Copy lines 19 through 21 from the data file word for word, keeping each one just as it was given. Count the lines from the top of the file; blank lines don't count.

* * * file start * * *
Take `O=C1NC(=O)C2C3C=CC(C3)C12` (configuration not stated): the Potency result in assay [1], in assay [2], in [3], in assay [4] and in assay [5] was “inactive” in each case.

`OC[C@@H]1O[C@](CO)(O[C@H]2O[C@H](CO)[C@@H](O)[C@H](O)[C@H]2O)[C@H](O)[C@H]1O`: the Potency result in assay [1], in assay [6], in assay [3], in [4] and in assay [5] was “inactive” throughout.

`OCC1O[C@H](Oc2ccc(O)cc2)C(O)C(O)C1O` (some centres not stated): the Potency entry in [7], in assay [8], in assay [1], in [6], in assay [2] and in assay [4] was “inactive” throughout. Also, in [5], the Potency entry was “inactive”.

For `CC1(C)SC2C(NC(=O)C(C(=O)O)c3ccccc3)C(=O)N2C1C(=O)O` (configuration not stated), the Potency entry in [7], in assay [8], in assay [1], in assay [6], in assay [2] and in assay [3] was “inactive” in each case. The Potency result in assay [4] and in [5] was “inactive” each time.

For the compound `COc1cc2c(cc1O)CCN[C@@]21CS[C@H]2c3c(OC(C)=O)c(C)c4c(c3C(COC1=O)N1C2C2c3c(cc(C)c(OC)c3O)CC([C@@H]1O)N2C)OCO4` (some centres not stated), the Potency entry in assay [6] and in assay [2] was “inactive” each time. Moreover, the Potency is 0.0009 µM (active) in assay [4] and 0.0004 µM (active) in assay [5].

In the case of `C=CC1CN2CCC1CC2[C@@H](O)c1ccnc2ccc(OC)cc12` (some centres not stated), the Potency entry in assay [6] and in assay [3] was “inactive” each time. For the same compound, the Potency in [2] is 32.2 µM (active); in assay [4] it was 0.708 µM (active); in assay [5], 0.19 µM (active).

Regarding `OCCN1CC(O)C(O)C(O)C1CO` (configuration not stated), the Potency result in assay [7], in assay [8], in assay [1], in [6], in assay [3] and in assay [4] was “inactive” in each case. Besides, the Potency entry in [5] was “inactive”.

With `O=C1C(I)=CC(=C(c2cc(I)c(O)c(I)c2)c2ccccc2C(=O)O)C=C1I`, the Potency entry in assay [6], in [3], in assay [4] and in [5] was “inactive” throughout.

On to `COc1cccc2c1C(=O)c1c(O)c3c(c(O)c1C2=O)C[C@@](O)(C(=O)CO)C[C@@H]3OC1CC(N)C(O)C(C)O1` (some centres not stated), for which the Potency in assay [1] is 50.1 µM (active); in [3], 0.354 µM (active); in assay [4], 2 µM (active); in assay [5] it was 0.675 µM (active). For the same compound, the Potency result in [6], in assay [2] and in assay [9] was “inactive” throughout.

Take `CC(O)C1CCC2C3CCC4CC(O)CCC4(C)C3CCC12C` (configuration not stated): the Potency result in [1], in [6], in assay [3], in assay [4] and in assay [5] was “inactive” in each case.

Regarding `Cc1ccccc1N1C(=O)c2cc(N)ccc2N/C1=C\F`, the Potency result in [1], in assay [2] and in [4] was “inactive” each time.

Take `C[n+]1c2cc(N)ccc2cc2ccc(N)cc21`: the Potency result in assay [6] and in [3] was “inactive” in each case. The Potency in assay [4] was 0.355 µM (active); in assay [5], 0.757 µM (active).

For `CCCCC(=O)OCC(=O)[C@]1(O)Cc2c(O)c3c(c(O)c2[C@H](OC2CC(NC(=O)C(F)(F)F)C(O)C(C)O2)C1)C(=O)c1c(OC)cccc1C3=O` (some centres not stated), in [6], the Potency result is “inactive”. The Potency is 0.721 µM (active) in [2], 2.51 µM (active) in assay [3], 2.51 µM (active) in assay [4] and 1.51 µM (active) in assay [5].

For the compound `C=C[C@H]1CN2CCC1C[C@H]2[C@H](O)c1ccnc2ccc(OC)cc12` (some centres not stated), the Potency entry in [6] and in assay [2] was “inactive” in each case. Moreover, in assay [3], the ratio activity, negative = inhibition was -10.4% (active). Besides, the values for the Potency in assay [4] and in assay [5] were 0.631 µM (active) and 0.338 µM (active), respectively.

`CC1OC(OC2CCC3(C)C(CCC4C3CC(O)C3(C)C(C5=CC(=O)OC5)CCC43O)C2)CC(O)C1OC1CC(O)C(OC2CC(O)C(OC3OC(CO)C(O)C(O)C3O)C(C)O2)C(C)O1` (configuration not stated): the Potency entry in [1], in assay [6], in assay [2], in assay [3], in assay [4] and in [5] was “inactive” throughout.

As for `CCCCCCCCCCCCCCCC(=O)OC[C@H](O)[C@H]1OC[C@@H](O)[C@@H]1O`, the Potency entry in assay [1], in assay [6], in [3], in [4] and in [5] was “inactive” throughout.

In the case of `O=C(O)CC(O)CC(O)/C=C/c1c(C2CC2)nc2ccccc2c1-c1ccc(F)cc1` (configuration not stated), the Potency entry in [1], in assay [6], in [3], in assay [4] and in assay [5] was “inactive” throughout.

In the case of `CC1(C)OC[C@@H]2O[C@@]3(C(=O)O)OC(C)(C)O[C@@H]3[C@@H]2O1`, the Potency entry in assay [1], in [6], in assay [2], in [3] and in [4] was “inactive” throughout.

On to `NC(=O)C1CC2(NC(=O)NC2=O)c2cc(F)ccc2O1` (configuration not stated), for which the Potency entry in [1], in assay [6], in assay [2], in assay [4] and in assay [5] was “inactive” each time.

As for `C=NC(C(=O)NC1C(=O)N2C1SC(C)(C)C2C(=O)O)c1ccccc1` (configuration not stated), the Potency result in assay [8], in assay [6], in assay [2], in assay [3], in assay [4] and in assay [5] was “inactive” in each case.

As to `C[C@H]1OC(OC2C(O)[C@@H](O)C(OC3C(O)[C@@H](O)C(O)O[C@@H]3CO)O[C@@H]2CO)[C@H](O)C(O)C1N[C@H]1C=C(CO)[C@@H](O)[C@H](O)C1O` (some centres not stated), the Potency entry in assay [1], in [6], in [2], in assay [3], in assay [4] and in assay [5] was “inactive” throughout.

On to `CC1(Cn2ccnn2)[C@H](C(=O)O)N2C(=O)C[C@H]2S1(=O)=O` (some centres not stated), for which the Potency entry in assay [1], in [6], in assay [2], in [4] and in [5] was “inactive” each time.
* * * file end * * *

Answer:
On to `NC(=O)C1CC2(NC(=O)NC2=O)c2cc(F)ccc2O1` (configuration not stated), for which the Potency entry in [1], in assay [6], in assay [2], in assay [4] and in assay [5] was “inactive” each time.

As for `C=NC(C(=O)NC1C(=O)N2C1SC(C)(C)C2C(=O)O)c1ccccc1` (configuration not stated), the Potency result in assay [8], in assay [6], in assay [2], in assay [3], in assay [4] and in assay [5] was “inactive” in each case.

As to `C[C@H]1OC(OC2C(O)[C@@H](O)C(OC3C(O)[C@@H](O)C(O)O[C@@H]3CO)O[C@@H]2CO)[C@H](O)C(O)C1N[C@H]1C=C(CO)[C@@H](O)[C@H](O)C1O` (some centres not stated), the Potency entry in assay [1], in [6], in [2], in assay [3], in assay [4] and in assay [5] was “inactive” throughout.